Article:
We say we believe it.
Then we’re smacked in the face with a circumstance far beyond our ability to manage, and we feel we’re groping in the dark trying to find a handle—something to hold—anything that would help give us a sense of control. It can be really scary.
Even blessings can have this effect.
I have a dear friend who went through a huge remodel of a home her family had just purchased. She had small children and not only did she have the move to the new home with which to contend, but the unpredictability of whether she would have running water in the kitchen or a toilet that would flush, and the stress of having people hammering in her home eight hours a day had her in tears. As she sobbed, she kept saying, “It’s all a blessing. It’s all a blessing.” But the blessing of gaining what would be a lovely place for her family to live had stolen her joy and made her feel life was spinning out of control.
When I was recovering from Post Traumatic Stress, I had to face my need to control. Now, I’d tell you that I believed God was in control, but secretly, I knew I liked to help Him out. A lot.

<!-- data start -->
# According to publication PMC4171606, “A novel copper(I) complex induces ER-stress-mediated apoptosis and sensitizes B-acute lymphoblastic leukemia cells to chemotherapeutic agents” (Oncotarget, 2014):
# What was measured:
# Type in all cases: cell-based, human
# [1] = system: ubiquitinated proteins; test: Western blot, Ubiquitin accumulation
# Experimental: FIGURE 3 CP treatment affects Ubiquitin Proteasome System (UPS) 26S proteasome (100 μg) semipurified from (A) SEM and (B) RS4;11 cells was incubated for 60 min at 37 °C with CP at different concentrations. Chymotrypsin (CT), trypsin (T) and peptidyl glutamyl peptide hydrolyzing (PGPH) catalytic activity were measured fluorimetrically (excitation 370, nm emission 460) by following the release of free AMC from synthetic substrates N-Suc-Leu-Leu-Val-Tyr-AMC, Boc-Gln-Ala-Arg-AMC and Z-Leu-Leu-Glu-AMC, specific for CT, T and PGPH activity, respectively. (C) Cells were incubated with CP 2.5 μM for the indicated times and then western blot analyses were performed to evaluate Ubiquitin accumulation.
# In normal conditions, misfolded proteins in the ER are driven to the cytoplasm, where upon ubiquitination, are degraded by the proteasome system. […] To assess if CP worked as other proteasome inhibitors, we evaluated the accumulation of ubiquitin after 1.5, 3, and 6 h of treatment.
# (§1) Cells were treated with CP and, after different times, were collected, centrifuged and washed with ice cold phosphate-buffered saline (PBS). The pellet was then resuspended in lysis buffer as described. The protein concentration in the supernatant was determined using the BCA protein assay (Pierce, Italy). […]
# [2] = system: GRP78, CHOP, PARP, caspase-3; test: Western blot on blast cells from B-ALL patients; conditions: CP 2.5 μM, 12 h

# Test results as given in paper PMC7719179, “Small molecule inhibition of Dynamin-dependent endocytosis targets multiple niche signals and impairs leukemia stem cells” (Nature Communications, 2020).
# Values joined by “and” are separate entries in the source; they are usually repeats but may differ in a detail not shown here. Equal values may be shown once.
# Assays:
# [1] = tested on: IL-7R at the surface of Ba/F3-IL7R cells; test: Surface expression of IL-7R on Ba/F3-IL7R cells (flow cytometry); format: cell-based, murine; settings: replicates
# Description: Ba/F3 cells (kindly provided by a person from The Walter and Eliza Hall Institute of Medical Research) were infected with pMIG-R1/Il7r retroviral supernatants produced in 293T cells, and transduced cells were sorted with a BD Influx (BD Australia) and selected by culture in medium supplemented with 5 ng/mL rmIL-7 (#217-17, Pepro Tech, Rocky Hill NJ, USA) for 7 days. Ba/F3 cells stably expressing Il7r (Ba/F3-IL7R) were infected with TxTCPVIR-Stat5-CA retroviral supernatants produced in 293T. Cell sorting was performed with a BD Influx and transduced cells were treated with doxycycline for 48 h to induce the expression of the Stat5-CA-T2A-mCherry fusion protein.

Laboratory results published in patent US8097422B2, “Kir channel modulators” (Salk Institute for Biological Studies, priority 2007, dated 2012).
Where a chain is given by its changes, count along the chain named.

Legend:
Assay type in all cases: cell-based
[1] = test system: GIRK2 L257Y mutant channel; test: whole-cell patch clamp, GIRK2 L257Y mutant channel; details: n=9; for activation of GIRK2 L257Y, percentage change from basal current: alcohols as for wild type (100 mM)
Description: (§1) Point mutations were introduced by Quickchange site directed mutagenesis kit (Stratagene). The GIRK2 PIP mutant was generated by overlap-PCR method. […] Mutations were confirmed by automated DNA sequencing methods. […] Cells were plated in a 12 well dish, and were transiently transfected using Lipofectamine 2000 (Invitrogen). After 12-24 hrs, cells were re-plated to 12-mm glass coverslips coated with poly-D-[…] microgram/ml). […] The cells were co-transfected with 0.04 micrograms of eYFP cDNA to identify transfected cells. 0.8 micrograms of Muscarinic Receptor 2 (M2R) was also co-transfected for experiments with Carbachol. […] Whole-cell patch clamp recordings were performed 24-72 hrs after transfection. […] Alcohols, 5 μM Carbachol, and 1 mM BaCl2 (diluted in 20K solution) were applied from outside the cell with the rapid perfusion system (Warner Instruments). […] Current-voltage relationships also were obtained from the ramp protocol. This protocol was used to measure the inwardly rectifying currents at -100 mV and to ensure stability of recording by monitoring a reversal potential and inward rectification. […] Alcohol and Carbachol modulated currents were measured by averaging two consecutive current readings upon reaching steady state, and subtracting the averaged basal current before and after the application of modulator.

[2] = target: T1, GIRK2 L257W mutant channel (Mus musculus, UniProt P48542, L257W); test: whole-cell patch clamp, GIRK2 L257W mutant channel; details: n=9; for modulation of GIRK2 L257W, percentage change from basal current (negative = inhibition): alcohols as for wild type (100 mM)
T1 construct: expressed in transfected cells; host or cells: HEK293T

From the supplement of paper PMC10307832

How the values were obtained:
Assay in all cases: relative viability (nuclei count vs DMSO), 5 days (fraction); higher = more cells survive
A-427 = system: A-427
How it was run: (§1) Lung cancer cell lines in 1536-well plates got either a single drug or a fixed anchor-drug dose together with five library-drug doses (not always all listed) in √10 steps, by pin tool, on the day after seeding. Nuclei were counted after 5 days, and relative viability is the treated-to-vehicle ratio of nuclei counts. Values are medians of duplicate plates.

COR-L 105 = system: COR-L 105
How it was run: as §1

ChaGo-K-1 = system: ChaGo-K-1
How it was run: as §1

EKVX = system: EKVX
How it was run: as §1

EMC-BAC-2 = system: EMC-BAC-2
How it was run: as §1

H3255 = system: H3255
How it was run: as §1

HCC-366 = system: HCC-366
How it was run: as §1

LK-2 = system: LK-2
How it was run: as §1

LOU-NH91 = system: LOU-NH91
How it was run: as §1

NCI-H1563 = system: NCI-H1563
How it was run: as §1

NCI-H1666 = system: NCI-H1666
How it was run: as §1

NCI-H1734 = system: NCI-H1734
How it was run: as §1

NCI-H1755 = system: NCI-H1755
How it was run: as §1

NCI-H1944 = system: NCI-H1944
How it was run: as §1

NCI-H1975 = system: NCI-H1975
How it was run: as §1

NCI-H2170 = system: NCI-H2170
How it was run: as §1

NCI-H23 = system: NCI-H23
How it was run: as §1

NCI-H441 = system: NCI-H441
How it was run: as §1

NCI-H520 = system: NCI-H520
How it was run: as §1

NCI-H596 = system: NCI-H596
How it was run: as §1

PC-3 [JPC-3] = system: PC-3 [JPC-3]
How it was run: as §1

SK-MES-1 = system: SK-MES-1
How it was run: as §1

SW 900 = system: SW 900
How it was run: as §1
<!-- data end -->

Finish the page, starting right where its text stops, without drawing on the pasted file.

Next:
I have another friend who struggled this way for years, and one morning, she says she woke up and heard God say, “Sylvia (not her real name), you take the day off, I’ll run things today.” It was the beginning of a new way of living for her.
If I’m honest, I still find myself struggling this way, sometimes.
One of the wisest men ever said, “Many are the plans in a person’s heart, but it is the Lord’s purpose that prevails” (Proverbs 19:21).
While we’re making our plans and trying to run the show, ultimately, God’s purpose and God’s plan prevails. Best to go along at the outset.
Right beside you, friends, as we let go of the reins.